StateWays - March/April 2017

StateWays is the only magazine exclusively covering the control state system within the beverage alcohol industry, with annual updates from liquor control commissions and alcohol control boards and yearly fiscal reporting from control jurisdictions

Issue link:

Contents of this Issue


Page 36 of 51

StateWays | | March/April 2017 37 own glitter, but someone else buys Ronzoni and twine and Elmer's glue - is hers any less than an arts-and- crafts project than mine," she asks rhetorically. "No, because in the end we both crafted that necklace." Paul Hletko, founder of FEW Spirits and president of the American Craft Spirits Association, helped cre- ate the standards member-distillers must meet, and even he doesn't insist that the word means something specifi c. "'Craft' is something very challenging to de- fi ne, because at the end of the day the consumer is the one who defi nes what craft is, and has the right to defi ne it," he says. "They are also entitled to accurate information about what they buy," he adds. That refers to what whiskey writer Chuck Cowdery tagged "Potemkin distillers," or companies that sell contract spirits under their own name, obscuring facts about origin. It's a thorny issue within the craft industry, although consumers seem unperturbed by the practice. SCOPE OF THE ISSUE It's diffi cult to pinpoint the size of the industry. But according to the Craft Spirits Data Project (led by the ASCA, Interna- tional Wine and Spirits Research, and Park Street), craft spirits represent about 3.8 million of the nearly 211 million cases of spirits sold annually in the U.S., with the average craft distiller selling about 3,200 cases per year. The study follows ACSA guidelines, including only distillers whose volume is below 400,000 9-liter cases, independently owned and operated, with no more than 25% capital and operating control coming from a non-craft producer, now estimated at 1,400-plus businesses. Goldman Sachs predicted that consumer trends like authentic- ity, quality and premiumization mean craft spirits could more than double volume to 11 percent by 2020. For the most part, whiskey has been the major driver of in- terest in craft spirits - whether bourbon, single malts or new recipe whiskeys. Citrusy, low juniper gins are also gaining trac- tion, and recently more amaros, vermouths and cordials seem to be fi nding a market. In any case, defi ning what is and isn't craft has been tricky. "Being a new industry within an indus- try, our board spent lots of time discussing this issue of craft," says Margie A. S. Lehr- man, executive director of the ACSA. "And the board decided if we're asking the consumer to defi ne craft, it's only fair to make sure the consumer has the transparency from us needed to do so." "The interesting thing is I don't see a lot of fi ghting about this from producers," Hletko says. "The disagreement comes in because people are trying to force the defi nition. Distributors and retailers are happy with the title, but I think it's a challenge to defi ne craft because that's what's being used to defi ne us." In addition to generous volume limits and ownership re- strictions (the ACSA wants to avoid the gyrations the craft brewers have gone through to keep booming businesses under their craft umbrella), the organization established an ethics code - and some former members have been shown the door, Lehrman says. "Our ethics committee regularly looks at questions raised about members' labels. They can lose their membership if they don't revise the label, their marketing or what's in the product after a determination by the ethics committee." VOLUME OR QUALITY? The growth of craft spirits is often compared to craft beer, but Hletko points out a major distinction. The gap in fl a- vor, style and even quality between mass market beers and what has been popularized by craft brewers was fairly clear from the start. With spirits, though, it's reasonable to pose the question: Is a whiskey produced the same way for 100 years considered craft, as opposed to some neutral grain spirit bought from a large distillery, then redistilled or bottled by an entre- preneur? "It's important to make distinctions, and the burden is on industry to be truthful and accurate and leave it to the consumer," he says. Nowhere in the ACSA bylaws does the group attempt to defi ne a craft spirit beyond the volume, ownership and trans- parency limitations, and the relevant federal agencies have provided little guidance. Quality, always subjective, is rarely addressed. Although Dave Pickerell, a consulting distiller for brands such as Whistle Pig and Hillrock, is happy to oblige. "I'm a pariah in the craft industry in some ways because from the beginning when some distillers started using the term 'craft,' I fought them tooth and nail and asked them to consider calling themselves small and independent rather than craft. 'Craft' implies a certain level of artistry and mastery and there are certainly large-scale spirits that are well made and small scale spirits that are not. Trying to defi ne the term craft is diffi - cult, and sooner or later the little guys are going to pick a fi ght with the big guys over 'craft' and they're going to lose." Rather than the craft designation, he prefers the people he works with aim higher and develop a product that can compete without any qualifying moniker, to prevent being attached to trends. "At the end of the day it's the buying power of the Mil- lennials that's moving this along - they will pay good money be- WHAT MAKES A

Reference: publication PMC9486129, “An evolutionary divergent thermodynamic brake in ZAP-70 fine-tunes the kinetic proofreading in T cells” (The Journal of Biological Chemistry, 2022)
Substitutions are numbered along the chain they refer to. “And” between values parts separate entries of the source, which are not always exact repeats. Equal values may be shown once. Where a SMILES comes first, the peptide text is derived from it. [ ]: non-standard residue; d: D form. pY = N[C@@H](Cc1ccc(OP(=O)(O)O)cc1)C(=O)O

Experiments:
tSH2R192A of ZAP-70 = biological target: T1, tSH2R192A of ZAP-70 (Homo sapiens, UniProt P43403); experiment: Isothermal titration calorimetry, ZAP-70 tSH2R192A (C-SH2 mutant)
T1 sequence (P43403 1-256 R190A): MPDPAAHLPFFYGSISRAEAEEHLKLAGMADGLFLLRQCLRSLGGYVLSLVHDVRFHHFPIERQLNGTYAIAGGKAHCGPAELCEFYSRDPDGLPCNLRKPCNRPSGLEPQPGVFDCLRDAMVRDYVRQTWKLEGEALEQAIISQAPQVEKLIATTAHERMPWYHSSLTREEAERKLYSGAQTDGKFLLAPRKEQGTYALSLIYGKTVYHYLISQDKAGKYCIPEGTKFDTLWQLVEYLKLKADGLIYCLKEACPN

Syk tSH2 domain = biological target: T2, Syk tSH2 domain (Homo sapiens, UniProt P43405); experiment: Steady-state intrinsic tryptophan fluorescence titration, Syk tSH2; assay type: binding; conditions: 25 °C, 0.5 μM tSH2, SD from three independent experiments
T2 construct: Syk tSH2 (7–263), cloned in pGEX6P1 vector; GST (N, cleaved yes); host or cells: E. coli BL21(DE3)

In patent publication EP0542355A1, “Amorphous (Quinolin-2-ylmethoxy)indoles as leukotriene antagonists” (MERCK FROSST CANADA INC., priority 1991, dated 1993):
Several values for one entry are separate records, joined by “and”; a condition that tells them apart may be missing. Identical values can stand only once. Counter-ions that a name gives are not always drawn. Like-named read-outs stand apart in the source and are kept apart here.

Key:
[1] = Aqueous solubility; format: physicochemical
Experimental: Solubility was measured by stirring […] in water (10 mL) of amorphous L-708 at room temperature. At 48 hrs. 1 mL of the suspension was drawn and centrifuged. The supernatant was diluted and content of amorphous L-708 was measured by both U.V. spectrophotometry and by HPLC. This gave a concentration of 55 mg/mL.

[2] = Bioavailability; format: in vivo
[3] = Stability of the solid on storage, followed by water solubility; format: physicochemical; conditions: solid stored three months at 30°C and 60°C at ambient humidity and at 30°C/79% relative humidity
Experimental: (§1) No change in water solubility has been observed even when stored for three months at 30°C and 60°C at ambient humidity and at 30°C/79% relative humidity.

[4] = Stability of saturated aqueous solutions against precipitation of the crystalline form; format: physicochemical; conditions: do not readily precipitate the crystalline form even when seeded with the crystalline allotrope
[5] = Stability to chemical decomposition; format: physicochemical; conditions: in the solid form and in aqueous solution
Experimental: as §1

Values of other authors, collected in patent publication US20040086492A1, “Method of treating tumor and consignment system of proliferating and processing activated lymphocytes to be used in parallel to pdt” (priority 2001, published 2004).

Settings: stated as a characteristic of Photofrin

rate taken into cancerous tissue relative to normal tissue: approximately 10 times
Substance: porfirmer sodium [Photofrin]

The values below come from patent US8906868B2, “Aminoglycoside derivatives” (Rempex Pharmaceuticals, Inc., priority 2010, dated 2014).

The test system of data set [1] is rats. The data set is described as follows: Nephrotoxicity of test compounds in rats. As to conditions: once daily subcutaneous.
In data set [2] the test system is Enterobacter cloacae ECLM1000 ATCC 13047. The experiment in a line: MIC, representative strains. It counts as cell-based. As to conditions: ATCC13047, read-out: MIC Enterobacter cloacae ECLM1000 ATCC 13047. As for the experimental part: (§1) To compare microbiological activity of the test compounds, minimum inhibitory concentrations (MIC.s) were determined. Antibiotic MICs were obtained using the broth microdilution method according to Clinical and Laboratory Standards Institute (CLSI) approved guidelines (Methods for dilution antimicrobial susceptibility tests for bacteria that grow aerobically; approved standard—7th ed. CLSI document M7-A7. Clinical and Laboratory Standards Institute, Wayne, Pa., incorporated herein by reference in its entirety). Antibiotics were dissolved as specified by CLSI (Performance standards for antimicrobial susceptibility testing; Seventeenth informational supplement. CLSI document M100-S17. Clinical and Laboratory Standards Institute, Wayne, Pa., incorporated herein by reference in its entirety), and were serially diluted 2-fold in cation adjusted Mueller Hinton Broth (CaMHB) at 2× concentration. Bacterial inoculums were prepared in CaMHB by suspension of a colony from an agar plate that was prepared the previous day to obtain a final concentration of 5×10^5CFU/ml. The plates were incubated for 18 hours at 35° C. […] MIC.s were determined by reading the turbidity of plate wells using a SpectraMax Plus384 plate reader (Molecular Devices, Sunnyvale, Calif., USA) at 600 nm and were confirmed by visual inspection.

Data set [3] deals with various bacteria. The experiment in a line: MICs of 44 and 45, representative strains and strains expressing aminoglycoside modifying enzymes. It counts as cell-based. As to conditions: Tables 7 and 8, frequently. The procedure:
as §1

Articles in this issue

Links on this page

Archives of this issue

view archives of Stateways - StateWays - March/April 2017